What was your method of treatment?

In this trial we’ve just used BGB283 as a single agent, the objective of the trial was to define the maximum tolerated dose and to assess early safety and also to assess pharmacokinetics as well. What we’re able to show is that we have a maximum tolerated dose that has been defined as 40mg/day given on a daily basis. The recommended phase II dose is 30mg/day and this is based on the cleanest safety profile at that dose and also efficacy that we’ve seen at that dose level as well. So that has now moved into a large phase Ib trial which is ongoing. In this trial we have ten different arms which represent tumour types and molecular subtypes covering both RAS and BRAF mutations to hopefully give us a clearer sense of whether we will see activity in particular tumour types that are driven via those particular pathways.

What is the long term impact?

In terms of thinking of what the long-term impact with this drug may be the key actually is to better understand RAS and RAF biology in particular tumour types. Already it’s quite clear that RAS mutations can have a different effect depending on what cancer type they actually exist in. So tumour context is particularly important and it’s quite clear that where you have RAS mutations that exist in a tumour type where the signalling may not, in fact, occur clearly downstream that targeting a downstream pathway may not, in fact, lead to much benefit. There are certainly some tumour types where the expectation is that that signalling pathway will be more linear and downstream and therefore if you can effectively target downstream you’re more likely to see activity. I suspect that that is what we are likely to see so the phase Ib study will be important in giving us some early hints on whether we will see efficacy in particular tumour types and perhaps may not see efficacy in others. Time will tell.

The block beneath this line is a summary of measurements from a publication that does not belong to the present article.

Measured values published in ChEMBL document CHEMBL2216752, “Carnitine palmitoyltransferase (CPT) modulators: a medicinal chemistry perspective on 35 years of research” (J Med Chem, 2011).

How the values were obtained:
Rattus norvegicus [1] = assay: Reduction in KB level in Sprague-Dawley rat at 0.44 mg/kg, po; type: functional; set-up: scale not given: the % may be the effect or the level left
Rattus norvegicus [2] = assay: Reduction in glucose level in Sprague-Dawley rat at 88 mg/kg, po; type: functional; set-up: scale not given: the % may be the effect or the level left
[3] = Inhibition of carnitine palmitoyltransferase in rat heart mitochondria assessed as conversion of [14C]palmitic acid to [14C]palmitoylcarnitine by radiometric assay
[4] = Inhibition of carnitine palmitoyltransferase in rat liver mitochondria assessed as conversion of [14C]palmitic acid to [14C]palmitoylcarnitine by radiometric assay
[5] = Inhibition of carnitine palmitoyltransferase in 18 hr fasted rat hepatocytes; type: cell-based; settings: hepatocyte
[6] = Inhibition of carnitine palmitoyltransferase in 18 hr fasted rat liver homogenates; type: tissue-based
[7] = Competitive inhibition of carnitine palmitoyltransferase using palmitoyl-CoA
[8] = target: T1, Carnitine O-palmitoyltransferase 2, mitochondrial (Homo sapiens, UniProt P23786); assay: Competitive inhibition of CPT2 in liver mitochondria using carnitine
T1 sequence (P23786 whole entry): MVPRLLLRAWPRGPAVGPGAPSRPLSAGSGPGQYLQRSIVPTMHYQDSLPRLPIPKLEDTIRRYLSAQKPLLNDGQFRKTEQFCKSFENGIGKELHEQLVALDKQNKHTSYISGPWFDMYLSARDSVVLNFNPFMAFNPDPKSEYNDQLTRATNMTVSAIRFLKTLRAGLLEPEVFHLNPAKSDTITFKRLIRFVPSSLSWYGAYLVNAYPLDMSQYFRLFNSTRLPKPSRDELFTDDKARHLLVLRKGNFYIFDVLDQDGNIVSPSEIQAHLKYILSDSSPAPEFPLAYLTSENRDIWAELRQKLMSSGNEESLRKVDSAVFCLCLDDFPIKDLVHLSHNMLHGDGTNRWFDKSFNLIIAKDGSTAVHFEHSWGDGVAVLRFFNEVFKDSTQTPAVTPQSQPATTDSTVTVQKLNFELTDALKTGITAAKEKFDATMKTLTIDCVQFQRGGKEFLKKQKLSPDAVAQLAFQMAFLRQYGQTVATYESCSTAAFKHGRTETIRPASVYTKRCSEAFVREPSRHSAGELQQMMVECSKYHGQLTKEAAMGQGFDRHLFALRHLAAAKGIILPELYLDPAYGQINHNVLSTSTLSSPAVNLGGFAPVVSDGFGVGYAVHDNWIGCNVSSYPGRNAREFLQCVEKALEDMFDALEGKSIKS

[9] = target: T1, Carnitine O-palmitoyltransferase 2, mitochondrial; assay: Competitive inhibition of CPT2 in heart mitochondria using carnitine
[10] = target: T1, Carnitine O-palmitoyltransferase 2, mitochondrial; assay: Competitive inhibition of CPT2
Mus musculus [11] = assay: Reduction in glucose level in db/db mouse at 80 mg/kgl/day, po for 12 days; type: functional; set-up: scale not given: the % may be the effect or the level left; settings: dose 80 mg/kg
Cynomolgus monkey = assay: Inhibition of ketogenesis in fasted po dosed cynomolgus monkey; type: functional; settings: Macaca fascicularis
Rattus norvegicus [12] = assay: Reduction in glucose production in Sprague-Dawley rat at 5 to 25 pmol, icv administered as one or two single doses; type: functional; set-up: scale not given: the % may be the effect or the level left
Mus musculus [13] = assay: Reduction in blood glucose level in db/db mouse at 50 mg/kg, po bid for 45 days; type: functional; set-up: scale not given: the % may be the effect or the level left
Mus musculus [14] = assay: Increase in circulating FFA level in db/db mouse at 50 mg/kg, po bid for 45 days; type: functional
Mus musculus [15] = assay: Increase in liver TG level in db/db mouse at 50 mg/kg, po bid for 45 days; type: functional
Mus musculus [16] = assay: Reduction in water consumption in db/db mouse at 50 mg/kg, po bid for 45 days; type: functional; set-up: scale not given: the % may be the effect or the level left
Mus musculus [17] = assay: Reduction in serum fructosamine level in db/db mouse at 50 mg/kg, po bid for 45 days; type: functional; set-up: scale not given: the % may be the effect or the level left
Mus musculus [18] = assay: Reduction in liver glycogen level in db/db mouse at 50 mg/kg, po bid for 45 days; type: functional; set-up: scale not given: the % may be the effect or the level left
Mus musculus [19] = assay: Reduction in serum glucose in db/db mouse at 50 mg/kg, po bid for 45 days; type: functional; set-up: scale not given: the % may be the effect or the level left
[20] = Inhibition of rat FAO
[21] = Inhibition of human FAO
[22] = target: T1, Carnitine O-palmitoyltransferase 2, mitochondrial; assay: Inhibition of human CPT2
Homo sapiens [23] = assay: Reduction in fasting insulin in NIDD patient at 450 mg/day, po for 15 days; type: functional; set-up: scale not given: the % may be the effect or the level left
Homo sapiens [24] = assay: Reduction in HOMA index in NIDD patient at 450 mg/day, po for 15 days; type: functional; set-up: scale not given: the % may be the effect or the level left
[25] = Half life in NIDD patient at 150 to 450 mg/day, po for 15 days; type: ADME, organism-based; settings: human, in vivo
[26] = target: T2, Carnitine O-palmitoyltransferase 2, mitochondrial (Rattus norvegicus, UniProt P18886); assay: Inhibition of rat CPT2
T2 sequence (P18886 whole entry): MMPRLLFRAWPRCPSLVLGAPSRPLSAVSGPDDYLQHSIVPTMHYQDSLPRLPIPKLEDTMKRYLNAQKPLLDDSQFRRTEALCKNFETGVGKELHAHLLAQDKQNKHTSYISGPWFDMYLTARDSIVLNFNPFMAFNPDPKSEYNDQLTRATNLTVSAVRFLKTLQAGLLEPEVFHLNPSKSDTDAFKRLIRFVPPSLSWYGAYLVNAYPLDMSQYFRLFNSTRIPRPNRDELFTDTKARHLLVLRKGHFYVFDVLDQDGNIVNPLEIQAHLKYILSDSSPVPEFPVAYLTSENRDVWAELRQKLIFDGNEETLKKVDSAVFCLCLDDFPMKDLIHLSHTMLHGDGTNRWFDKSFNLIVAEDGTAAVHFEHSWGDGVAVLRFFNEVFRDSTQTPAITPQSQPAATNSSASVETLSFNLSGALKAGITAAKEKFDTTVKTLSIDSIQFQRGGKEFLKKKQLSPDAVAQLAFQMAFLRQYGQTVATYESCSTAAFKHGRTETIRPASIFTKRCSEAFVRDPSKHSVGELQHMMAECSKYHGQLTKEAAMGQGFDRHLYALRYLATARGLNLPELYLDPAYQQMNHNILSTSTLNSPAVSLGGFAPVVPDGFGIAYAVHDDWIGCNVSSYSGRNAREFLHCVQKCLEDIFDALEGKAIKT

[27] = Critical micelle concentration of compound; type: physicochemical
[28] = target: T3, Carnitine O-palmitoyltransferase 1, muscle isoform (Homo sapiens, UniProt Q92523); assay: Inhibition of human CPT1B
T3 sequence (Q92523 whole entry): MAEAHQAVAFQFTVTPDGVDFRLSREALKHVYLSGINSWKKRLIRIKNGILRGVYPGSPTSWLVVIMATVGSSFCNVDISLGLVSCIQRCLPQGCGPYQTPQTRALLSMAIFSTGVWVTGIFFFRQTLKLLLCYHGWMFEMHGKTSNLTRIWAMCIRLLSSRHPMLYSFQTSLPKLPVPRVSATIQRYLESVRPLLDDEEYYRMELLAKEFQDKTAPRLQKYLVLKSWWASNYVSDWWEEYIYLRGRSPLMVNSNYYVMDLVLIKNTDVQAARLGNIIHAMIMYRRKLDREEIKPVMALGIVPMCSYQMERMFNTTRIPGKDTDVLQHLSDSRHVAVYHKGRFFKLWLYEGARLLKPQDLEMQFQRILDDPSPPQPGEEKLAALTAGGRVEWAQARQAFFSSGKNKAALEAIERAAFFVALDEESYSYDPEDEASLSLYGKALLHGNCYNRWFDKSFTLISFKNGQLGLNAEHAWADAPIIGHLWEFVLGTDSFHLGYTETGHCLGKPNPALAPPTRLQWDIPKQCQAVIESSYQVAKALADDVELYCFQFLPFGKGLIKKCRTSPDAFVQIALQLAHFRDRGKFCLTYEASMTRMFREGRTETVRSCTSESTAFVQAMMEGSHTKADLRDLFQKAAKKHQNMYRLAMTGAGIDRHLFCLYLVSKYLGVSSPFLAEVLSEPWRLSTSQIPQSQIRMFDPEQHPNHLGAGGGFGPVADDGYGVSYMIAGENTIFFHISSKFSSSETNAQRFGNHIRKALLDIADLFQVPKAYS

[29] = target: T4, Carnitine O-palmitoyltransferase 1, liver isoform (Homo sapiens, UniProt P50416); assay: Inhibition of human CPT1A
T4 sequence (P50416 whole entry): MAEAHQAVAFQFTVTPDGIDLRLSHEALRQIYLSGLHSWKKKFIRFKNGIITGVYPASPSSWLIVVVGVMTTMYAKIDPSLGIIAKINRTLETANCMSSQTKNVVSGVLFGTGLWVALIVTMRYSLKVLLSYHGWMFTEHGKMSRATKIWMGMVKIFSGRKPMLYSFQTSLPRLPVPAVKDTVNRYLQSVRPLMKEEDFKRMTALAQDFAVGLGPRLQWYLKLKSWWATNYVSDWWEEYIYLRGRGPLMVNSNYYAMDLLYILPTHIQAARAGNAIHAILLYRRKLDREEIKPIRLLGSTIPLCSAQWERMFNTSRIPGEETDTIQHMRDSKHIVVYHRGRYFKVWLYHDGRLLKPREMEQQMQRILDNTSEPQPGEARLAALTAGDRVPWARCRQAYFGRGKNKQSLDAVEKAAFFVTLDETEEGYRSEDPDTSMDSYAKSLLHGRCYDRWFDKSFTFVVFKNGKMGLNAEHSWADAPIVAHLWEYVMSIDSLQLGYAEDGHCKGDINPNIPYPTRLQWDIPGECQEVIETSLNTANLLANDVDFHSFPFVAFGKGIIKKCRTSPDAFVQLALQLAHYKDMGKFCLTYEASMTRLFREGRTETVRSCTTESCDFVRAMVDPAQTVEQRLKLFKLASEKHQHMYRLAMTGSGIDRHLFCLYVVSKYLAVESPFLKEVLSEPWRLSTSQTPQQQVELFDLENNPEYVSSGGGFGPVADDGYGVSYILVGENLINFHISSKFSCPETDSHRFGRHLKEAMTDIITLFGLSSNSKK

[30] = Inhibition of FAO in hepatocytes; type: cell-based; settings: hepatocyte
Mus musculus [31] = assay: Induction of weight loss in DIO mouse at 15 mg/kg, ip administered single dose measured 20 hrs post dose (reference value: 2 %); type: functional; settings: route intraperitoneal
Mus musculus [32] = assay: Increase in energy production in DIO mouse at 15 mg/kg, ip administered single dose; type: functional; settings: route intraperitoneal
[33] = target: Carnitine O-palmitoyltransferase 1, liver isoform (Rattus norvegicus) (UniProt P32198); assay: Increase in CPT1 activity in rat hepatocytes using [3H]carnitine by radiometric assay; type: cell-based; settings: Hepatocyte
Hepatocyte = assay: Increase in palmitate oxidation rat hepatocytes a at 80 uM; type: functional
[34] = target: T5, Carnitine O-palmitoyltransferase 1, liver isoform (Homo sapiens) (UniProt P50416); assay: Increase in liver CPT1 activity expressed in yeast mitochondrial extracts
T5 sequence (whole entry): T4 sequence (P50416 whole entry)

Clearly one approach here is in being able to try and target particular pathways. The other key point to make, which you have brought up in relation to the use of genomics and other tools, is to get a better understanding of the signalling networks that may occur. So, as I’ve said, if RAS does signal in a fairly linear manner downstream in some tumour types we may expect to see activity. But clearly there will be some tumours in which that does not occur. Being able to understand that, understand the context of that, is going to be particularly important and that is something that we’ll need to continue to try and explore further.